Beverly Hills Approves Bike Lanes for Santa Monica Blvd

Bike lanes are coming to Santa Monica Boulevard in Beverly Hills. Image via Better Bike
Bike lanes are coming to Santa Monica Boulevard in Beverly Hills. Image via Better Bike

Last night the Beverly Hills City Council unanimously approved adding bike lanes to Santa Monica Boulevard. The new lanes are expected to be completed in mid-2018.

Better Bike‘s Mark Elliot describes the approval as ushering in a new era of connectivity: “We in Beverly Hills have conclusively put to rest the fictions that have long-driven our transportation planning: That we could remain an isolated suburb in the center of a sprawling urban region with serious mobility and quality-of-life challenges; and that we could cling tight to a 20th-century car culture even as we enter the second decade of the 21st century.”

The push for these bike lanes has taken many years, including several dashed hopes. The vote itself indicates new leadership on the council, led by pro-bicycling voices Mayor Lili Bosse and councilmember Robert Wunderlich, along with councilmember John Mirisch, who has a longer record of support for completing Beverly Hills streets. The approval is testament to the perseverance of a handful of bicycling advocates, including Mark Eliot, Kory Klem, Eric Bruins, Rich Hirschinger, Danielle Salomon, Sharon and Lou Ignarro, Barbara Linder, and Tish and Greg Laemmle.

Hirschinger described public testimony at last night’s council meeting as “39 were in favor, 3 opposed” with the opposition including two former mayors of Beverly Hills, one of whom stated that all the cyclists in favor of bike lanes were “professional cyclists.”

From Elliot’s account at Better Bike:

The incredulity expressed by councilmembers regarding our opponents’ flimsy arguments against bicycle lanes suggested two things as the evening progressed:

1. Complete streets is a concept whose time has finally come in Beverly Hills. We’re embarking on a complete streets plan process now, and the embrace of safe, multimodal mobility makes all the difference between ginning up a pro-forma, check-the-box complete streets plan; and a real policy statement and implementation framework that would actually make our streets safe for all road users. It’s the difference between cynicism and optimism.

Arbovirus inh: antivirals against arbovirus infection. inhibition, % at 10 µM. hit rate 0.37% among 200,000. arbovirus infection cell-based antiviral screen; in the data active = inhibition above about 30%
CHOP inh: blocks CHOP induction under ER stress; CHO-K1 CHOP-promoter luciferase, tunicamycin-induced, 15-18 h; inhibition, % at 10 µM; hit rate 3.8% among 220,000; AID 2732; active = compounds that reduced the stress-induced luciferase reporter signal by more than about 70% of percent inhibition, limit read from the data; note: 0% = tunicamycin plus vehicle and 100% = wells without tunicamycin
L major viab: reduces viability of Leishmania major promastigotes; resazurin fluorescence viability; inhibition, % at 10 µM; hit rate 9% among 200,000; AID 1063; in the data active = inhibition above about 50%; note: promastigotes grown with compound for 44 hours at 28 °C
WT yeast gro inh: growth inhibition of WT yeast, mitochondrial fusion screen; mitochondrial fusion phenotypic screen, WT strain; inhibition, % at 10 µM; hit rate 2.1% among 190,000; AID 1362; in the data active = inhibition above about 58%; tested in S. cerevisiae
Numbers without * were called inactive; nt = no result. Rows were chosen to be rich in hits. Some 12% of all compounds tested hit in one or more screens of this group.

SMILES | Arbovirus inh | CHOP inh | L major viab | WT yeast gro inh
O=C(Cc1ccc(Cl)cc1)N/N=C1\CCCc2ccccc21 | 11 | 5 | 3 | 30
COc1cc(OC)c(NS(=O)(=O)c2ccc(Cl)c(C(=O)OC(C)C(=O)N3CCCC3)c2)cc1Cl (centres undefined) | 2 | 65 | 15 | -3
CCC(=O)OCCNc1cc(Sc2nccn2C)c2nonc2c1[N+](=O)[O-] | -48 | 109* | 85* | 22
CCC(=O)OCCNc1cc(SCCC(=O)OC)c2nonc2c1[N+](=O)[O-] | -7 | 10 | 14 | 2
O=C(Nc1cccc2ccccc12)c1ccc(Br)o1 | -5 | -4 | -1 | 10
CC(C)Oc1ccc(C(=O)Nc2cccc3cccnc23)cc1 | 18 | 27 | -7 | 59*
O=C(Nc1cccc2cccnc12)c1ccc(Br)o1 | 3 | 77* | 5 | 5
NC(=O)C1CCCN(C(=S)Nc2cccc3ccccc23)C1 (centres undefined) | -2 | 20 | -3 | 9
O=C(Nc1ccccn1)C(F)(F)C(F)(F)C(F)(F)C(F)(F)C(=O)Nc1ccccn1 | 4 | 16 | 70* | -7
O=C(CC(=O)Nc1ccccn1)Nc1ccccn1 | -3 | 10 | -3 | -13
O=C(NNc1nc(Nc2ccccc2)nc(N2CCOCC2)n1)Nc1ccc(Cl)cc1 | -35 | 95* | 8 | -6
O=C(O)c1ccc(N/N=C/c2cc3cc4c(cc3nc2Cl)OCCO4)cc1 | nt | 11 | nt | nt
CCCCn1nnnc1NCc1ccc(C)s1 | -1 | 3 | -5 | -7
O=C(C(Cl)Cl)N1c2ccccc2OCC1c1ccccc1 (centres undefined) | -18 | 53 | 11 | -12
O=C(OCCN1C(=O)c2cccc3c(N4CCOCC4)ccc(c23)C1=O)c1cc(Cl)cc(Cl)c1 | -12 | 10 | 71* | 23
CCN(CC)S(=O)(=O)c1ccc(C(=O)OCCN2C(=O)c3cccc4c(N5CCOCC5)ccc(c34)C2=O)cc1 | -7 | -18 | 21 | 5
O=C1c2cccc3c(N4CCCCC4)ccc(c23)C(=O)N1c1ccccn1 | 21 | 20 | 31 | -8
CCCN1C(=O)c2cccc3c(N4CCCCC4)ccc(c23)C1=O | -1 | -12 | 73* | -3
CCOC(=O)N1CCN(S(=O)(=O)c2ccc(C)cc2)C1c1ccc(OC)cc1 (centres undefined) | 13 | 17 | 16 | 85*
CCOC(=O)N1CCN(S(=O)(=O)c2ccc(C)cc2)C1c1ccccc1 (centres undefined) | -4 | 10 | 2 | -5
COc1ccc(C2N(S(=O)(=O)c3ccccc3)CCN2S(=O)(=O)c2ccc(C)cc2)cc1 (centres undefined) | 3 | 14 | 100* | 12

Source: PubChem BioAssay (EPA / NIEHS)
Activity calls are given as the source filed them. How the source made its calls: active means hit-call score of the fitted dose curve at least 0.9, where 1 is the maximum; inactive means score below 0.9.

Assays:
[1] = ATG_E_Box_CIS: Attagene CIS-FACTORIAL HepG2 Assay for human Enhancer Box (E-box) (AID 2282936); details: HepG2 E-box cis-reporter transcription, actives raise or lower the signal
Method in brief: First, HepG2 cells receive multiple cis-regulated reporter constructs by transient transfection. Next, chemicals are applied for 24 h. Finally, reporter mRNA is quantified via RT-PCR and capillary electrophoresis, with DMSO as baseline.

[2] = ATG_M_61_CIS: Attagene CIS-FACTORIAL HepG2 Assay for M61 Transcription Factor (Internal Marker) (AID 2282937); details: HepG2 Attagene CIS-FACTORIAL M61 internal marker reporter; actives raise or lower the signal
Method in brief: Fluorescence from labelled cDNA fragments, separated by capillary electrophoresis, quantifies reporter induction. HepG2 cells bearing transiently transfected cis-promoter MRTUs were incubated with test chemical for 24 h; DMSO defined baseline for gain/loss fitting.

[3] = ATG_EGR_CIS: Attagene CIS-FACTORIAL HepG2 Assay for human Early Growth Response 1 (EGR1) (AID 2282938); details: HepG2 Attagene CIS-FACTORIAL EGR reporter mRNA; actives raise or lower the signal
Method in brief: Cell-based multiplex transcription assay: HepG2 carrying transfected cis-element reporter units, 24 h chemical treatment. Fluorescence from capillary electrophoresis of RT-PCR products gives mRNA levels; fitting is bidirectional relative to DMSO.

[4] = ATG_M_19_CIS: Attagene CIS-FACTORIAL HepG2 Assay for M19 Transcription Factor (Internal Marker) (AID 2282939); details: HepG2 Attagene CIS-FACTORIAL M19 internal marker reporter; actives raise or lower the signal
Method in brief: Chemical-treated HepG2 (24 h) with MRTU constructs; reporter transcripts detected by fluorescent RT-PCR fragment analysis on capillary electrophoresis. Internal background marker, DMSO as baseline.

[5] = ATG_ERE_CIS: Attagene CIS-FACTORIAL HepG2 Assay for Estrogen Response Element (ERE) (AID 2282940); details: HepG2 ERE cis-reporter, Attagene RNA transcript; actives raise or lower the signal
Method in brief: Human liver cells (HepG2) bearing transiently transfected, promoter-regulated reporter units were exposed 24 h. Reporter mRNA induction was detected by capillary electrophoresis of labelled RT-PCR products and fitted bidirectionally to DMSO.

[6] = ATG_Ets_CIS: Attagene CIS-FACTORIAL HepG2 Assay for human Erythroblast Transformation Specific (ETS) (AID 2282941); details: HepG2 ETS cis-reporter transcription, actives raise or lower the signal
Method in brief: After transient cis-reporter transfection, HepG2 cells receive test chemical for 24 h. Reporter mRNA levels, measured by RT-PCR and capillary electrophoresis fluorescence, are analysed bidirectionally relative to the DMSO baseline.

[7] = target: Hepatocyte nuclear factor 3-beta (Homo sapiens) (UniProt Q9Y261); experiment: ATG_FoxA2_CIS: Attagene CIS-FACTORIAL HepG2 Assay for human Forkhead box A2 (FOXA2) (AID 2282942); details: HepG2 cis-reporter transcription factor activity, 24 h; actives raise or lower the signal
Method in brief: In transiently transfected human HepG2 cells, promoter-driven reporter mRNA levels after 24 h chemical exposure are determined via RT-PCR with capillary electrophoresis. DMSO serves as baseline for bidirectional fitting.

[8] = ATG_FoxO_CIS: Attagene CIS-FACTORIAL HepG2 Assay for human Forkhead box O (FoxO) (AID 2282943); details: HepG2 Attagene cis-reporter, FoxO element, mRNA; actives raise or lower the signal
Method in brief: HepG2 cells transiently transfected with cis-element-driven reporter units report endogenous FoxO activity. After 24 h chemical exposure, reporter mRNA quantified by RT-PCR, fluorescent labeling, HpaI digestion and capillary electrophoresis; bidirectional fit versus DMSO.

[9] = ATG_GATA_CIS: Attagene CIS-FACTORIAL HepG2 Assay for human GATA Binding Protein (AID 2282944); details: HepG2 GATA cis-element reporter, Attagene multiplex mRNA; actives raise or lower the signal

2. The gathering momentum of tonight’s discussion suggested that the mobility NIMBY zombie, the skulking black cloud that has loomed over every discussion of new modes of mobility here in Beverly Hills, is finally banished. It seemed even that the opposition forces couldn’t muster the enthusiasm (let alone the numbers) of years past.

In addition to approving the bike lanes, the council approved upgrading them to be more visible. Again from Elliot:

In what amounts to a total victory, we not only gained five votes for lanes; we also have support from three councilmembers for high-visibility lanes. On that point, the only discussion concerned just how conspicuous we could make them. Councilmember Mirisch suggested a very specific shade of blue to pop out; even better, he said, let’s make any colored treatment self-illuminating.

Beverly Hills Santa Monica Boulevard bike lanes will be added as part of the currently under-construction project to improve Santa Monica Boulevard between Wilshire Boulevard and Doheny Drive. Though the new Beverly Hills lanes will largely close a significant gap between bike lanes in West Hollywood and Century City, adjacent cities will need to extend their bike facilities before Santa Monica Boulevard will be a contiguous bikeway across the Westside.

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